Two noticeable absentees from the hearings were Mayor Bill de Blasio and anyone from the UFT.
The best part for me was reading Class Size Matters Director Leonie Haimson's testimony.
I have opposed Mayoral control and have done so since its inception in 2003. Unlike others who have switched their positions depending on who is Mayor and what policies he espouses, I have been consistent in my views.
Why have we consistently opposed this governance system? Mayoral control as it exists here, in
and a few other cities around the country, is inherently undemocratic and
provides no real checks and balances to autocratic rule. As a result,
it has too often suffered from insufficient input from parents and
community members, closest to conditions on the ground, the result being
damaging policies and unwise spending priorities. Our entire system of
democratic rule, from the federal government on down, relies on a separation of
powers. Can you imagine if the Governor decided to dismiss the State
Legislature on the grounds that it was an inefficient governance system?
It is simply unacceptable and frankly racist that the only places where Mayoral control currently exists have student populations that are majority students of color. Suburban and rural cities and towns in the rest of the state and the country would never accept a system that so disempowers voters, including the towns that many of you Senators represent, and neither should we here in NYC. I would add that nearly every poll that has surveyed NYC voters have found the majority against Mayoral control as well, and in favor of the executive sharing power with the City Council or an independent school board.
What about the record of Mayoral control here in
New York City? Despite
claims of great progress, Class Size Matters analyzed test scores city students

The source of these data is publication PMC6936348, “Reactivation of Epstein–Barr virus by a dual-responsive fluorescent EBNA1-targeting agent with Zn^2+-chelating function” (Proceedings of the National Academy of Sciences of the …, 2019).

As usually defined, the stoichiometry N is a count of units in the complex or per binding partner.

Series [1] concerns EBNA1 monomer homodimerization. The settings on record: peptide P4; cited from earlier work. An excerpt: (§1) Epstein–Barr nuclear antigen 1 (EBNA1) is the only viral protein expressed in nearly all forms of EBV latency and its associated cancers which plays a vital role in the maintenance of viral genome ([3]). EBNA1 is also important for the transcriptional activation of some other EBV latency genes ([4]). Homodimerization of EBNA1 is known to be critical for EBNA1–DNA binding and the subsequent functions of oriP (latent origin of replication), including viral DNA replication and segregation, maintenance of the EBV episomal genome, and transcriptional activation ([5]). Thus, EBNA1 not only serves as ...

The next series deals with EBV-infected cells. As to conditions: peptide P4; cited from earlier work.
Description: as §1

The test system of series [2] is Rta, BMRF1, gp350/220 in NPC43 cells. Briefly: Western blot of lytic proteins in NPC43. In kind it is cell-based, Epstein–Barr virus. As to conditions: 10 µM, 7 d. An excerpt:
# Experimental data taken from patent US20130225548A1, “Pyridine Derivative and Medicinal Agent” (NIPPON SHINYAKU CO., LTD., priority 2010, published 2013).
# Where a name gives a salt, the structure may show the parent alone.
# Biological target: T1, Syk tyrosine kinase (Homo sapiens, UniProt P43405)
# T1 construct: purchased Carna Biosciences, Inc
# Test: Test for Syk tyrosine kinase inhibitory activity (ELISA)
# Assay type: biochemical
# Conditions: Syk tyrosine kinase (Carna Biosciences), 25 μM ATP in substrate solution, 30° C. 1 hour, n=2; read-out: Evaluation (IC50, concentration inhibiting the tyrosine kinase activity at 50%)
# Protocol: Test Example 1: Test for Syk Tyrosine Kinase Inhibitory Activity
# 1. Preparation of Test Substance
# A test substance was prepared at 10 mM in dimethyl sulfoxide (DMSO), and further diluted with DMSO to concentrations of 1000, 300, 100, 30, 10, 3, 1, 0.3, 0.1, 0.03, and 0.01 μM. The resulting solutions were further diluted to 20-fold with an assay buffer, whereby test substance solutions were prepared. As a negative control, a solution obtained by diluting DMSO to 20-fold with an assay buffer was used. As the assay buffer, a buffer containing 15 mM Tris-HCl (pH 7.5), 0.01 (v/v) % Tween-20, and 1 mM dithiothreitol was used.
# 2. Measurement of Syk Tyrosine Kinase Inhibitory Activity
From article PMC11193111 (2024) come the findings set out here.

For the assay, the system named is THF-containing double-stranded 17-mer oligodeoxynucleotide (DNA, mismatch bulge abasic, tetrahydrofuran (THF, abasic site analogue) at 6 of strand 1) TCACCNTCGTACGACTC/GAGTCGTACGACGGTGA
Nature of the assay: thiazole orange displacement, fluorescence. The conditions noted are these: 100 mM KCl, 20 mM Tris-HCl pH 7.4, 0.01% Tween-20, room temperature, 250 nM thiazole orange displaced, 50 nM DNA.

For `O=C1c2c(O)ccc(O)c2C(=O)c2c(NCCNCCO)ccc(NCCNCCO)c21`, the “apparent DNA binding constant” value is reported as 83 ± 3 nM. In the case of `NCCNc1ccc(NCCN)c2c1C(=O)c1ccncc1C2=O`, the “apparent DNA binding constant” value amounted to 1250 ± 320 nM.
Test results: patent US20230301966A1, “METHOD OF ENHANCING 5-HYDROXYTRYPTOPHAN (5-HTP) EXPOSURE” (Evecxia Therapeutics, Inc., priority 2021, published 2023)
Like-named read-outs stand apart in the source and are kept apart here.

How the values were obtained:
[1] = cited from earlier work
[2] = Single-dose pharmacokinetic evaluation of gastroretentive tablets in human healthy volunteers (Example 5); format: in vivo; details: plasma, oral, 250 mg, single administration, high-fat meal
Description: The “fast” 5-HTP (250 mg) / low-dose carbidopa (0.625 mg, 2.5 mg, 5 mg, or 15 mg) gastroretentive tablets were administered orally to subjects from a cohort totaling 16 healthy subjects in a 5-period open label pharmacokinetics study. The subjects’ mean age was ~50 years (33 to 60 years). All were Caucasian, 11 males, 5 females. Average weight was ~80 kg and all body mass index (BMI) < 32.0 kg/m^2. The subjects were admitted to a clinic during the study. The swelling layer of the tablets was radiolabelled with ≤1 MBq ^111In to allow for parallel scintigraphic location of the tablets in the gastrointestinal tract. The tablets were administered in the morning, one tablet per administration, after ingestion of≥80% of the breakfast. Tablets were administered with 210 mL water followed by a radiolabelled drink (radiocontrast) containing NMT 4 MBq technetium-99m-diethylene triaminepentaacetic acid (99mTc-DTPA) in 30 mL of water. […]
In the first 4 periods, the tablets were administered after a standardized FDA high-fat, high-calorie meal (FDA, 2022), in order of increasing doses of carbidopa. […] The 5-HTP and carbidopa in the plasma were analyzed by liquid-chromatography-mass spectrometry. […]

received on the NAEPs, the most reliable assessments known that exist, also
known as the National Assessment of Educational Progress. When gains in student
test scores since mayoral control was instituted in 2003 are disaggregated by
race, ethnicity,and economic status, it is apparent that New York City schools came out second to last
among ten cities in improved achievement.
Though it is true that graduation rates have increased, our gains mirror increased rates nationally, and as has been argued may also reflect increased pressure on schools to inflate their figures, through discredited methods such as credit recovery schemes and the like.
The justification for mayoral control is that the previous system was scandal-ridden, with corrupt local school boards exhibiting patronage and the like. But the reality is that Community School Boards had their power to hire and fire taken away from them in 1996, years before Mayoral control was instituted.
Moreover, the waste and fraud continues under the current system far outstrips what occurred previously. There were multiple, multi-million dollar no-bid contracts awarded under Mayor Bloomberg that subsequently turned out to be wasteful and/or corrupt. One of the largest related to a contract awarded Custom Computer Specialists, to provide internet wiring from 2002 to 2008, with the vendor hired by Ross Lanham, a DOE consultant. As a 2011 report from the Special Investigator’s office revealed, Lanham and CCS were involved in a massive kick-back scheme that stole millions from the DOE.
The CEO of CSS and Lanham also started a real estate business together. Lanham later was indicted and sent to jail for his crimes, and the FCC excluded the DOE from more than $100 million of E-rate reimbursement funds because of the resulting scandal.
Leonie attacks the DOE on class sizes and other issues too.
She is 100% right. This is why this blog has said it is time for the Legislature to let Mayoral control die.